READ MORE: Mueller investigation: Lawyer pleads guilty to lying to investigators in Russia probeWho is Rick Gates and why was he indicted by Robert Mueller? | Who is Paul Manafort, the man indicted in Robert Mueller’s Russian investigation? | What are Paul Manafort and Rick Gates charged with? | MORE

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Billy Graham quotes: He made Christian principles accessible to millions

Published: Wednesday, February 21, 2018 @ 9:02 AM

Billy Graham - Through The Years

Evangelist Billy Graham died Wednesday at age 99 at his North Carolina home.

Graham, who preached Christianity to millions around the world, was also a confidant of U.S. presidents from Dwight Eisenhower to George W. Bush.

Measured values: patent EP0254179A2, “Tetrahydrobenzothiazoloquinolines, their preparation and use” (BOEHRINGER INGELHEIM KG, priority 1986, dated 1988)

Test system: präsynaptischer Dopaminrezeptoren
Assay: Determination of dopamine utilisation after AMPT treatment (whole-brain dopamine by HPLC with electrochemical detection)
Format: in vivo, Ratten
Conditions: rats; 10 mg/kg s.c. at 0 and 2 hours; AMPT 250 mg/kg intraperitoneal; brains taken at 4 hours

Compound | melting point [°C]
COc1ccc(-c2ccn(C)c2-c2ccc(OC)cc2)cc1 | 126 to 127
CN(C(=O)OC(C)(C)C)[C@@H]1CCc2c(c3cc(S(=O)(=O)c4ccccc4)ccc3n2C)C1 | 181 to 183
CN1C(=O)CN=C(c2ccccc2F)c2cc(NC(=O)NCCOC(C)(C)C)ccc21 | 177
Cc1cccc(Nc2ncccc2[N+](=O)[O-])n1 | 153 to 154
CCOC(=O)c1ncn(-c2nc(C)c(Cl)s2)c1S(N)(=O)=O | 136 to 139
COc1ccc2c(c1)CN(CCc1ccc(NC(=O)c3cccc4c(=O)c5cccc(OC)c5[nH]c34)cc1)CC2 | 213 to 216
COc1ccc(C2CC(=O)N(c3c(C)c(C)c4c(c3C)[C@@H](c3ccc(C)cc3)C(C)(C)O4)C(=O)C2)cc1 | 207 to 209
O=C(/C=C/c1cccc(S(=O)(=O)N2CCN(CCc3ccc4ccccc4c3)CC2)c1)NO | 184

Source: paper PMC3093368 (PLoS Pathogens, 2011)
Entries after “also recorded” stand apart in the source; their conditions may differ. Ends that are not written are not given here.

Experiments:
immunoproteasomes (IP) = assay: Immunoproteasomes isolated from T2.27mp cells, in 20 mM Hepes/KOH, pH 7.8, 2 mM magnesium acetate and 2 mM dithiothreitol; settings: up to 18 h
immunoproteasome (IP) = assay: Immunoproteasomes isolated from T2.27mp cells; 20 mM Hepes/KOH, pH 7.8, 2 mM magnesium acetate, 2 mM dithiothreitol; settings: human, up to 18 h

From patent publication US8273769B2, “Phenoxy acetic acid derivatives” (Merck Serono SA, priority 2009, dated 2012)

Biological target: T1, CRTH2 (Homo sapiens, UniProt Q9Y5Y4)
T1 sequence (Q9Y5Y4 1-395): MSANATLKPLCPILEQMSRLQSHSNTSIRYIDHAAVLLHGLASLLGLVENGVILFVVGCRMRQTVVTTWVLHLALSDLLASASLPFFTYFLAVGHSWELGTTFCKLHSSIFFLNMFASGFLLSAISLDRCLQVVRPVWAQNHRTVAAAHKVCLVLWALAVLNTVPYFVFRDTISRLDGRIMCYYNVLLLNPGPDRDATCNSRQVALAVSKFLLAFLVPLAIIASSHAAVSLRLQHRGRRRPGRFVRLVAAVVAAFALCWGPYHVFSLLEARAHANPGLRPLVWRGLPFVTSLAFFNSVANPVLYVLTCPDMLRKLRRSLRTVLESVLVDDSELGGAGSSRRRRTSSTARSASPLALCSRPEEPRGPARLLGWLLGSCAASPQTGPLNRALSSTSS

Here are some quotes from the man who became known as “America’s Pastor.”  

  • The greatest legacy one can pass on to one's children and grandchildren is not money or other material things accumulated in one's life, but rather a legacy of character and faith.
  • Each life is made up of mistakes and learning, waiting and growing, practicing patience and being persistent.
  • No matter how prepared you think you are for the death of a loved one, it still comes as a shock, and it still hurts very deeply.
  • Believers, look up - take courage. The angels are nearer than you think.
  • Being a Christian is more than just an instantaneous conversion - it is a daily process whereby you grow to be more and more like Christ.